Beyond this, a few notes. Much solar doesn't have to take up any new land at all, as one notes from rooftop solar (ideally industrual/commercial), parking shelters/covered walkways, etc. And places where solar plants are made are most typically desert areas. And there's a curious reversal in the desert when it comes to life: while shading terrain hinders life in moist areas, it encourages life in desert areas. In the desert, places that provide shade (ironwood trees, saguaro cacti, large rocks, etc) tend to turn into oases of life - not simply by providing relief from the blazing sun, but slowing down the rate of water loss from the soil. Now, this doesn't usually happen with solar plants because at this stage, most are kept cleared. But that does not have to be the case.

Comment Freedom of speech does not apply (Score 1) 302

Apparentley there is no more freedom in opinion in Australia, and also no more freedom of speech.

Freedom of speech does not apply here. Conscious misrepresentation of known and proven facts by medical practitioners who should know better is called malpractice. It's a crime with real consequences for good reason. They are literally harming patients by spreading provably false and dangerous information. People who do that should at minimum lose their license to practice medicine and if anyone is demonstrably harmed they should go to jail for their actions.

Comment Syndromes = we don't know much about it (Score 1) 302

Autism can and does run in families but I don't know if there is a gene or genes you can check for it.

We don't because autism isn't a single thing as far as we can tell and we don't even have a clear definition of what it is. Any time you hear the word "syndrome" what that really means is that we have a collection of symptoms that we have observed seem to run together but we don't know much about the cause or pathology of them. Autism is clearly a real thing but we don't understand it terribly well and we certainly don't know the cause(s). Genetics seems to play a role but the nature of that role is still being determined.

Comment Ignorance is not an opinion (Score 1) 302

Suppression of freedom of opinion and expression thereof is never 'very welcome'.

Conscious misrepresentation of known facts by individuals who should know better because of their professional training is not expressing an opinion. Ignorance (willful or otherwise) of a fact does not make an "opinion" about those facts valid when the expression of that "opinion" demonstrably results in illness and death of others.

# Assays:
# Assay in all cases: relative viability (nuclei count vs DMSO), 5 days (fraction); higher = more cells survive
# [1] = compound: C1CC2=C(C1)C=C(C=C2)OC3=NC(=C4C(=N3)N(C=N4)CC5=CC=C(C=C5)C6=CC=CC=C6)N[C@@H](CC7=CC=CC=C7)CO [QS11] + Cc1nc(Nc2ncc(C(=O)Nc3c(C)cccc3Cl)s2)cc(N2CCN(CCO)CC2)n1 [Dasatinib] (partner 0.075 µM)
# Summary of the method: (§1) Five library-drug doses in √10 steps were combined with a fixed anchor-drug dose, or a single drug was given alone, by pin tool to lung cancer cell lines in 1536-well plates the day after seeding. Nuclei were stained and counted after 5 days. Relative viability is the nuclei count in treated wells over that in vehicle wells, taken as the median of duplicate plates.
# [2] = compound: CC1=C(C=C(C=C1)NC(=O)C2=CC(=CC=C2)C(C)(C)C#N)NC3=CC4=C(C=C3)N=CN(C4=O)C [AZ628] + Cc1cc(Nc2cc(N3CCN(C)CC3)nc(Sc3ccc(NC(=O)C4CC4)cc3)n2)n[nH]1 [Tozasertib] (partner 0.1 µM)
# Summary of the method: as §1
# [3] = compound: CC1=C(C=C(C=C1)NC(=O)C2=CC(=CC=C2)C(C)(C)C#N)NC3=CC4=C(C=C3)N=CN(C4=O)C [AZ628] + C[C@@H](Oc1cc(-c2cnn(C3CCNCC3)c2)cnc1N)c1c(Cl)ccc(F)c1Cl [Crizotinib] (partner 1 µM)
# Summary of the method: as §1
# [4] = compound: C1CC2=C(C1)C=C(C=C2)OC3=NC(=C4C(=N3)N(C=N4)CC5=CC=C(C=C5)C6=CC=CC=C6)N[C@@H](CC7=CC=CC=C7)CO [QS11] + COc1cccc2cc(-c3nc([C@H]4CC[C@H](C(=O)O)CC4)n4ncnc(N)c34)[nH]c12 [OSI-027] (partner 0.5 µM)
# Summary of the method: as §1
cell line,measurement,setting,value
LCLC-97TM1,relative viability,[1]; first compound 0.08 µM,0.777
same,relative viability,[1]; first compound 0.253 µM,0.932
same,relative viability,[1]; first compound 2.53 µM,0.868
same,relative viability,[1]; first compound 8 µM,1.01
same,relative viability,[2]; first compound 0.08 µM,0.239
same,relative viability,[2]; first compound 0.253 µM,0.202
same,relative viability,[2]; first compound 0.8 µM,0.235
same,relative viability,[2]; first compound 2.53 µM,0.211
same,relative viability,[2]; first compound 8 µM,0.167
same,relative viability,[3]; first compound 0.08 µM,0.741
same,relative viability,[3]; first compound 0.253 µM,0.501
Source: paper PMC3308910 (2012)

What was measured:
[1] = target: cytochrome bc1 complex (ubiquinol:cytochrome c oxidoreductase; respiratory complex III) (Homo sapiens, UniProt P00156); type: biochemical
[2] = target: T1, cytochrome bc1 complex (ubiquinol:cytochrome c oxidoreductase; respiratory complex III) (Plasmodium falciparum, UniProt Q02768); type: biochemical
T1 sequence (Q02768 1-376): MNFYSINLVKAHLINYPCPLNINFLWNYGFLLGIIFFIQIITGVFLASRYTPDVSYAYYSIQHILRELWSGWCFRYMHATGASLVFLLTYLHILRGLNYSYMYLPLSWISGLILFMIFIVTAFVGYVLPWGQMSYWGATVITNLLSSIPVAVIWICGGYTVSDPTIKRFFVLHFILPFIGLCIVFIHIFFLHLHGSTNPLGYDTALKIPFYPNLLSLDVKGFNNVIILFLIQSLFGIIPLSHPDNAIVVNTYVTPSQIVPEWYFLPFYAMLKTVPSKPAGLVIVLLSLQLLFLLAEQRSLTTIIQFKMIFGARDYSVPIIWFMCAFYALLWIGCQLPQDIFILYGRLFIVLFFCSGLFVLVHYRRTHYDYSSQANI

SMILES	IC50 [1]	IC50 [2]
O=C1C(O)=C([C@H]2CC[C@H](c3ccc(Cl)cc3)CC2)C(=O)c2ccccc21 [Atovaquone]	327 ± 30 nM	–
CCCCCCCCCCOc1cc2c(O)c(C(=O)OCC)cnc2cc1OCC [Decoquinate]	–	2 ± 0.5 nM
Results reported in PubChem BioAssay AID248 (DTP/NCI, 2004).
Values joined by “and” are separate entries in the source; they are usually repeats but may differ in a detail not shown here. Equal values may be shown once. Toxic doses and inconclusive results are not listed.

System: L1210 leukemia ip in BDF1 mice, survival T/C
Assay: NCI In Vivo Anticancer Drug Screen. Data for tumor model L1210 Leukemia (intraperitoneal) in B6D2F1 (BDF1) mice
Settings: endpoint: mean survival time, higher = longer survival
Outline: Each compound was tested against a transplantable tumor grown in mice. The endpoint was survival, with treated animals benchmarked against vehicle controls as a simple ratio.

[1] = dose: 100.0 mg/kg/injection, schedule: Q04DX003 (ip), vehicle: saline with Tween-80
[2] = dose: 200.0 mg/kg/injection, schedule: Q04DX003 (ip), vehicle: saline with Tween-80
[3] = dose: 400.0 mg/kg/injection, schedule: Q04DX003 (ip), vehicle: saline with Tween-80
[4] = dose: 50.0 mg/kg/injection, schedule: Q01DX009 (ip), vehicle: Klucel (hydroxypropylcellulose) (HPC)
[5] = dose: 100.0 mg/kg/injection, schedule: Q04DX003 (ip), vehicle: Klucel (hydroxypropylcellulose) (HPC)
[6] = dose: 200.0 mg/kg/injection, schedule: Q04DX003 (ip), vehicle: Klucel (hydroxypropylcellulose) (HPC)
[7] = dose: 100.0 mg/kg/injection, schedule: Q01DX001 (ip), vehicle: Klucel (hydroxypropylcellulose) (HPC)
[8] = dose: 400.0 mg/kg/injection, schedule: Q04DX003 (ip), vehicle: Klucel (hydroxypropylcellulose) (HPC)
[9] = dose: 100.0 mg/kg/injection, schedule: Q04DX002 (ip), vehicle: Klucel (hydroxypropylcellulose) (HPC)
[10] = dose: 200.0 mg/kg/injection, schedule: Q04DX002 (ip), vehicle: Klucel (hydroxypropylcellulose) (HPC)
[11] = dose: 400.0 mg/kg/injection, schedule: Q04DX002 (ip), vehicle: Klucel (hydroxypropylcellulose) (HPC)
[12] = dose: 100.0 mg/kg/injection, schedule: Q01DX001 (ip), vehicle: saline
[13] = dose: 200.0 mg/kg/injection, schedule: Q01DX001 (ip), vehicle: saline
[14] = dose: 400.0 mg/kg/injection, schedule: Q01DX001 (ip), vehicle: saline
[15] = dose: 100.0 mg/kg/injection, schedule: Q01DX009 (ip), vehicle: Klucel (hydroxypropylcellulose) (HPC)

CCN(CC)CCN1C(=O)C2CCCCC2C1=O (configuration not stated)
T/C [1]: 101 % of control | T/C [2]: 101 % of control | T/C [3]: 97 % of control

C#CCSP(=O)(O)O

Comment Words are the means to meaning (Score 1) 302

You are just stating your opinion, not more than that. What if we'd prosecute you for your opinion?

When the expression of your opinion directly results in people becoming ill and dying then you are effectively an accessory to manslaughter, particularly if your "opinion" is actually a misrepresentation of the known facts.

Comment Not a matter of opinion (Score 1) 302

"The worry is the confirmation bias that can occur, because people might say: 'There you go, this is proof that you can't even have an alternative opinion.' It might in fact just give people more fuel for their belief systems."

That's right. On this matter there is no room for an alternative opinion because it isn't a question of opinion. Vaccines work and they are safe and are critical to keeping the population healthy. That is a proven and indisputable fact. You have the right to elect to not get a vaccine but you should not be allowed under any circumstances to spread misinformation or discourage others from vaccination. If you want to decline to be vaccinated that is your prerogative but there should be some quarantine consequences to your actions. Nurses who should know better discouraging others from getting vaccinations is particularly odious and to my mind criminal. Such people have no business being in the field of medicine.

Comment Who is the driver? (Score 1) 289

Tesla is trying to say "you can't drive your own car in a manner that we don't like."

If software is driving the car then by definition you are not driving it. For all practical purposes Tesla is the driver. And if Tesla is driving the car it is actually kind of reasonable of them to want to do it on their terms if for no other reason than to protect themselves from liability.

Comment Liability protection? (Score 1) 289

I predict Tesla will be told in court that they can't enforce such a clause when they sell someone a car, even though there is an ongoing service component, specifically because they are competing and that would be anticompetitive.

Certainly a possibility. This is a legal grey area currently. Bundling of services like that definitely gets into areas covered by anti-trust law so it wouldn't shock me at all.

What I don't get is what the point of it would be for Tesla unless it is to protect against liability. They aren't going to compete with Uber and the whole value of a service like Uber is in the network effects. Tesla doesn't sell nearly enough cars for that to come into play so the only value in it to Tesla seems to be to cover their ass from liability.